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Government Dismisses Charges Against Video Poker ‘Hackers’

Government Dismisses Charges Against Video Poker ‘Hackers’

Two gamblers that managed to take advantage of a software bug to win a small fortune from video poker games have been cleared of any wrongdoing by a federal judge in Las Vegas. The judge’s ruling ends a legal battle which has lasted for almost two years and is sure to come as a relief to the accused.

Government Dismisses Charges Against Video Poker ‘Hackers’

All charges have been dropped against the men charged with computer fraud and wire fraud for exploiting a bug in a video poker machine.

John Kane was arrested in July 2009 at the Silverton Casino Lodge after the casino noticed suspicious play on one of their video poker machines. According to Kane’s attorney, he had found a firmware bug in IGT’s Game King machine which allowed him to play back a previous winning hand at ten times the original value. Kane had been exploiting the bug in casinos throughout Las Vegas.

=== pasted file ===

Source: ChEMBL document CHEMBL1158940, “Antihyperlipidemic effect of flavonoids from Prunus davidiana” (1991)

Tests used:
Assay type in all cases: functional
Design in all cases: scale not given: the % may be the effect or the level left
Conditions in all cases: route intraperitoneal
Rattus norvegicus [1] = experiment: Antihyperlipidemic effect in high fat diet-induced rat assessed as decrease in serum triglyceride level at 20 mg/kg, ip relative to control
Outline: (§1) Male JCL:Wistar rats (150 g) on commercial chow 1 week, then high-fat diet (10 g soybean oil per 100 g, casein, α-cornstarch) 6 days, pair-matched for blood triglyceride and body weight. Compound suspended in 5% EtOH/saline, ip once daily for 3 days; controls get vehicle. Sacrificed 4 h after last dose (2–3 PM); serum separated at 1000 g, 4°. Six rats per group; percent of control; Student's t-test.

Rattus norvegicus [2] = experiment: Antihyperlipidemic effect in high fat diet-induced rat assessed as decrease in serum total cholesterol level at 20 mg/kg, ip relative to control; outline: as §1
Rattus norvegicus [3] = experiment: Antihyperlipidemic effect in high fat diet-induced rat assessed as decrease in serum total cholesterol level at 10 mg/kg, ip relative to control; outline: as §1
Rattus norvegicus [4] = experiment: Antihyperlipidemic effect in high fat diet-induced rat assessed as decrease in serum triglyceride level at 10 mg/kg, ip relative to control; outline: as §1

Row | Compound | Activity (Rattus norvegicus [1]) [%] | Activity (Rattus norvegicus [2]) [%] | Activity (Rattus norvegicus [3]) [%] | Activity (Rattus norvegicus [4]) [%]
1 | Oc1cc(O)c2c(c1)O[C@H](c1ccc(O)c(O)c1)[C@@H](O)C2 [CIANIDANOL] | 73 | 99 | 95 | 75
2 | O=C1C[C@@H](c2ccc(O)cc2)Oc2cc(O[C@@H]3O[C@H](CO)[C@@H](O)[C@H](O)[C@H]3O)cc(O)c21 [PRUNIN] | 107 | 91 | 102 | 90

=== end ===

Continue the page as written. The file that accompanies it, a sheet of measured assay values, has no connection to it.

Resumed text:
Kane’s friend Andre Nestor was also arrested for using the bug at casinos in Pennsylvania to win $400,000.

The men were charged with computer fraud and wire fraud however, in a court filing last week Assistant U.S. Attorney Daniel wrote, “The government has evaluated the evidence and circumstances surrounding [the case], and determined that in the interest of justice it should not go forward.” U.S. District Judge Miranda Du approved the government’s motion to dismiss and closed the case.”

OCA News Editor

Jenny McKinnley is OCA’s financial correspondent. After spending years on the trading floor in both NY and London, she offers insight from the inside out on world financial news and events.

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